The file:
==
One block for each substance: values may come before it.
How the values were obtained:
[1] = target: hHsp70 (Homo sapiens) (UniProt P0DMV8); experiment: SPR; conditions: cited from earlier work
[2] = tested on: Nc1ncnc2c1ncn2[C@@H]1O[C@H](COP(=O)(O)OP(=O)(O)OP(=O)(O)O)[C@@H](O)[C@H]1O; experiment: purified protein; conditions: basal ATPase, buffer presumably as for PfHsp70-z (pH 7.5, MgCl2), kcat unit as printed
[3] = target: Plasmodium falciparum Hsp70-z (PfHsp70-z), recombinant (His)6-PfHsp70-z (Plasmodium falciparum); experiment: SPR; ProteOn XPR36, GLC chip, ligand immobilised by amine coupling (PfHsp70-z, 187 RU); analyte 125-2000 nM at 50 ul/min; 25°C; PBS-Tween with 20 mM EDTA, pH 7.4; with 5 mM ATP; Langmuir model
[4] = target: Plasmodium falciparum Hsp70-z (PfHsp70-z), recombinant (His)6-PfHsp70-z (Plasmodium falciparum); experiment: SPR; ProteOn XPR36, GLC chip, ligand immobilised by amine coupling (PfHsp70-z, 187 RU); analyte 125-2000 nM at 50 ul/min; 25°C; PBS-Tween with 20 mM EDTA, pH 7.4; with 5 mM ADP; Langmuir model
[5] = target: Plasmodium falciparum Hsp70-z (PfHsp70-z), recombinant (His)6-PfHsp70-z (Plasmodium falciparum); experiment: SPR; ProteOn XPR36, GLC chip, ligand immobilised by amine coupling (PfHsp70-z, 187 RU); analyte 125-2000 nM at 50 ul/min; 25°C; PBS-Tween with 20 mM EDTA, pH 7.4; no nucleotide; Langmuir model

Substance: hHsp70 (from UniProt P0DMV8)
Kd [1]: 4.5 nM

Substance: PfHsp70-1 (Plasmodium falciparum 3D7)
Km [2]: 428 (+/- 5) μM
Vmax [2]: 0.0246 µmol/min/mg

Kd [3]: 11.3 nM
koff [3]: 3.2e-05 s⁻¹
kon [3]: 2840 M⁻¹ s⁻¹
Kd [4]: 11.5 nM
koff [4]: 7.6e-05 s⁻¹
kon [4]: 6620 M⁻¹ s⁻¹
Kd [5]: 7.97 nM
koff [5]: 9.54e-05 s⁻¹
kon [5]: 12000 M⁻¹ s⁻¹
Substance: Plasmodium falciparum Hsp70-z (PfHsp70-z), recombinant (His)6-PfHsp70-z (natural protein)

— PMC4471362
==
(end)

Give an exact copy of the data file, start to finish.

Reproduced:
One block for each substance: values may come before it.
How the values were obtained:
[1] = target: hHsp70 (Homo sapiens) (UniProt P0DMV8); experiment: SPR; conditions: cited from earlier work
[2] = tested on: Nc1ncnc2c1ncn2[C@@H]1O[C@H](COP(=O)(O)OP(=O)(O)OP(=O)(O)O)[C@@H](O)[C@H]1O; experiment: purified protein; conditions: basal ATPase, buffer presumably as for PfHsp70-z (pH 7.5, MgCl2), kcat unit as printed
[3] = target: Plasmodium falciparum Hsp70-z (PfHsp70-z), recombinant (His)6-PfHsp70-z (Plasmodium falciparum); experiment: SPR; ProteOn XPR36, GLC chip, ligand immobilised by amine coupling (PfHsp70-z, 187 RU); analyte 125-2000 nM at 50 ul/min; 25°C; PBS-Tween with 20 mM EDTA, pH 7.4; with 5 mM ATP; Langmuir model
[4] = target: Plasmodium falciparum Hsp70-z (PfHsp70-z), recombinant (His)6-PfHsp70-z (Plasmodium falciparum); experiment: SPR; ProteOn XPR36, GLC chip, ligand immobilised by amine coupling (PfHsp70-z, 187 RU); analyte 125-2000 nM at 50 ul/min; 25°C; PBS-Tween with 20 mM EDTA, pH 7.4; with 5 mM ADP; Langmuir model
[5] = target: Plasmodium falciparum Hsp70-z (PfHsp70-z), recombinant (His)6-PfHsp70-z (Plasmodium falciparum); experiment: SPR; ProteOn XPR36, GLC chip, ligand immobilised by amine coupling (PfHsp70-z, 187 RU); analyte 125-2000 nM at 50 ul/min; 25°C; PBS-Tween with 20 mM EDTA, pH 7.4; no nucleotide; Langmuir model

Substance: hHsp70 (from UniProt P0DMV8)
Kd [1]: 4.5 nM

Substance: PfHsp70-1 (Plasmodium falciparum 3D7)
Km [2]: 428 (+/- 5) μM
Vmax [2]: 0.0246 µmol/min/mg

Kd [3]: 11.3 nM
koff [3]: 3.2e-05 s⁻¹
kon [3]: 2840 M⁻¹ s⁻¹
Kd [4]: 11.5 nM
koff [4]: 7.6e-05 s⁻¹
kon [4]: 6620 M⁻¹ s⁻¹
Kd [5]: 7.97 nM
koff [5]: 9.54e-05 s⁻¹
kon [5]: 12000 M⁻¹ s⁻¹
Substance: Plasmodium falciparum Hsp70-z (PfHsp70-z), recombinant (His)6-PfHsp70-z (natural protein)

— PMC4471362